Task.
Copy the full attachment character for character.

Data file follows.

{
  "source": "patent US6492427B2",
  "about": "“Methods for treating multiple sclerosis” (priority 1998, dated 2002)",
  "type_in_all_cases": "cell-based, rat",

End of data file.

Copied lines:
{
  "source": "patent US6492427B2",
  "about": "“Methods for treating multiple sclerosis” (priority 1998, dated 2002)",
  "type_in_all_cases": "cell-based, rat",